One of our readers asks:
I’ve long wondered if there were some studies that demonstrated there was no need for seat belts on school buses. Why else would so few buses have them? Unless they’re waiting for a tragedy and then law suits? I guess another factor is actually getting the kids to wear them on the bus. In any case, the issue became acute when my nieces and nephews reached school age school age and my sister is wondering whether to let them ride on buses without belts.
Glenn M. Ricketts, NAS Public Affairs Director and Professor of Political Science at Raritan Valley Community College in Somerville, New Jersey, answers:
This was an intriguing question, and also a difficult one, since none of our members involved in teacher education was familiar with any studies such as the reader requests. While we found no specific studies focused specifically on the utility of seat belts as a safety feature, NAS Communications Director Ashley Thorne did track down several sources which indicated that the question has been around for some time, since the National Highway Traffic and Safety Administration issued stricter requirements for school bus safety features in 1977. These regulations centered on the idea of “compartmentalization,” which made seat belts unnecessary, as explained at NHTSA’s web page in 2006:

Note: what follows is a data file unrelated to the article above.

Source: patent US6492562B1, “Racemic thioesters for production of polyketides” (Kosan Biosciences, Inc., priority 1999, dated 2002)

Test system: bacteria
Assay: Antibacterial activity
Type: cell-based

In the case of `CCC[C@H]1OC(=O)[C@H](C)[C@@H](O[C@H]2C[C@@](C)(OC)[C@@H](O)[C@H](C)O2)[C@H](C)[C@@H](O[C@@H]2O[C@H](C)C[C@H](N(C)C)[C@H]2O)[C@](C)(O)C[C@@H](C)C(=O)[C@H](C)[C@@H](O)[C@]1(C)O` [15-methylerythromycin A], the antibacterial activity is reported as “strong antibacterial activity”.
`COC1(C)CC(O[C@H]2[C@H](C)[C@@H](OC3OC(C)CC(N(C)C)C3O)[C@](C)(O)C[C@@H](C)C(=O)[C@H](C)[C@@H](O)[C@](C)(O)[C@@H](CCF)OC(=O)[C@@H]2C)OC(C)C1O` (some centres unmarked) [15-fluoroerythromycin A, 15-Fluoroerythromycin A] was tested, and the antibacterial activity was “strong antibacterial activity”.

Large school buses are heavier and distribute crash forces differently than do passenger cars and light trucks. Because of these differences, the crash forces experienced by occupants of buses are much less than that experienced by occupants of passenger cars, light trucks or vans. NHTSA decided that the best way to provide protection to passengers of large school buses is through a concept called ‘compartmentalization.’ This requires that the interior of large buses provide occupant protection such that children are protected without the need to buckle-up. Through compartmentalization, occupant crash protection is provided by a protective envelope consisting of strong, closely-spaced seats that have energy-absorbing seat backs.